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Burton and South Derbyshire help drop in crime figures

By Burton Mail  |  Posted: July 18, 2014

By Rob Smyth

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NEW figures have revealed that major crime drops in Burton and South Derbyshire have helped towards a record national fall of 14 per cent in the past 12 months.

The Office for National Statistics revealed crime levels were at their lowest for 33 years – helped, in particular, by 11 straight years of crime reduction in South Derbyshire.

However, the police figures included a seven per cent rise in shoplifting offences nationally – one indicator of a growing austerity gap – with Derbyshire Police reporting a 17 per cent rise in levels during the past year.

This has been a particular issue in South Derbyshire – one that the force now has under control after several operations to clamp down.

Nigel Lidsey, section inspector for the area for Derbyshire Police, said: "We are pleased that our work has seen figures fall quite dramatically.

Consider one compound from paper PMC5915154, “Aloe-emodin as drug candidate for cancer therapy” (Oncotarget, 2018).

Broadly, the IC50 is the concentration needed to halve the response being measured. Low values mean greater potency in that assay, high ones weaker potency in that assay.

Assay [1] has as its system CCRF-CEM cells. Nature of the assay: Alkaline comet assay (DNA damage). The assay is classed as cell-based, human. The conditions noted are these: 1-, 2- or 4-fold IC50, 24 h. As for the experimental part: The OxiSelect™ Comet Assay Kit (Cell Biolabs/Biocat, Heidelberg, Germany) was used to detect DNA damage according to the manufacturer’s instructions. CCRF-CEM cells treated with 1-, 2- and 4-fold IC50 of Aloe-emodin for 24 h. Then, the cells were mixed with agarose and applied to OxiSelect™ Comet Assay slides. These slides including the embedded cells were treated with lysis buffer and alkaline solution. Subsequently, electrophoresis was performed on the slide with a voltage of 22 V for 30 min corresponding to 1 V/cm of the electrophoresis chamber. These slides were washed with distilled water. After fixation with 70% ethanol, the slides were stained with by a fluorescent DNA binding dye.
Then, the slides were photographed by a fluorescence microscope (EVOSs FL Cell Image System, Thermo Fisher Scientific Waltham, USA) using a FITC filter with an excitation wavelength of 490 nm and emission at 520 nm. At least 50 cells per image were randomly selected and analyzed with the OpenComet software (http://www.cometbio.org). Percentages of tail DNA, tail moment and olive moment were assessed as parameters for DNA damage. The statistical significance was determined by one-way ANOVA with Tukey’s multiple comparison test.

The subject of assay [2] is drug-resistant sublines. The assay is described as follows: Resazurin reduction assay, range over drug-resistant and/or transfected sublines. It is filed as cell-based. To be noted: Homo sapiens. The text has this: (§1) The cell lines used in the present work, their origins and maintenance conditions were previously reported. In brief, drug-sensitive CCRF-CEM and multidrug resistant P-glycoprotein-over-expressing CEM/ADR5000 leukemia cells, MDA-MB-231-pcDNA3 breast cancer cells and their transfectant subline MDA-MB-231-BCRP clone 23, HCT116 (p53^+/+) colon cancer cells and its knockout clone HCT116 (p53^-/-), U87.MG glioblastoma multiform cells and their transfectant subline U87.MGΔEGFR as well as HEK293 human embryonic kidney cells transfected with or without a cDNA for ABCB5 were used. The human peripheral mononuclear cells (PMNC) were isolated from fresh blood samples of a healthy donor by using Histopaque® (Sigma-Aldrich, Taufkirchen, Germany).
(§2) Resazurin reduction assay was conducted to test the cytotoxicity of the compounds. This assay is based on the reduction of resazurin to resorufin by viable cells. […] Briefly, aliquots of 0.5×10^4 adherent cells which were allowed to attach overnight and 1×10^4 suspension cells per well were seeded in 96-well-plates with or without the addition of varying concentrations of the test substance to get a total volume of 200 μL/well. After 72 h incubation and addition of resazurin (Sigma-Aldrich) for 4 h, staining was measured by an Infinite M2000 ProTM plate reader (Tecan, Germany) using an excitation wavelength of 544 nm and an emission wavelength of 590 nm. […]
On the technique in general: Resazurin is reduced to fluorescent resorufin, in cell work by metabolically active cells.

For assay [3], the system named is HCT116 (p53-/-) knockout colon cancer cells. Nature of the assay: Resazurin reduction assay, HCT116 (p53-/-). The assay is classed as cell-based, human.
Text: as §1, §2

"However, we will not let our foot off the gas and will continue to push hard to make sure that these figures stay low.

"Criminals need to know what they are doing will not be tolerated.

"Policing now is harder than ever in the wake of budget restrictions, but this does not mean we will shirk the challenge and our performance during the past 11 years is proof of what everyone involved with policing in South Derbyshire has achieved.

"What the results say to me is that the area is a safe place to live and it means that people will feel safer living here.

"This does not mean there is no crime but I think it shows that what we are doing to combat problems is working and working well."

The survey also showed a massive rise in sexual offences recorded by the police.

The increase has been put down to Operation Yewtree and the investigations into Jimmy Savile and other celebrities,

Norman Baker, the crime prevention minister, spoke about the national statistics. He said: "This is further good news for England and Wales. I am very encouraged by the continued significant drop in crime survey figures, a survey regarded as the 'gold standard'."

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  • mattlong  |  July 18 2014, 10:01AM

    If this drop is real rather than illusory then all credit to the hard work of police officers. This being said any reported drops or rises in crime data should always be treated with caution because it is dependent on whether and how crime is both reported by the public and then recorded by the police.

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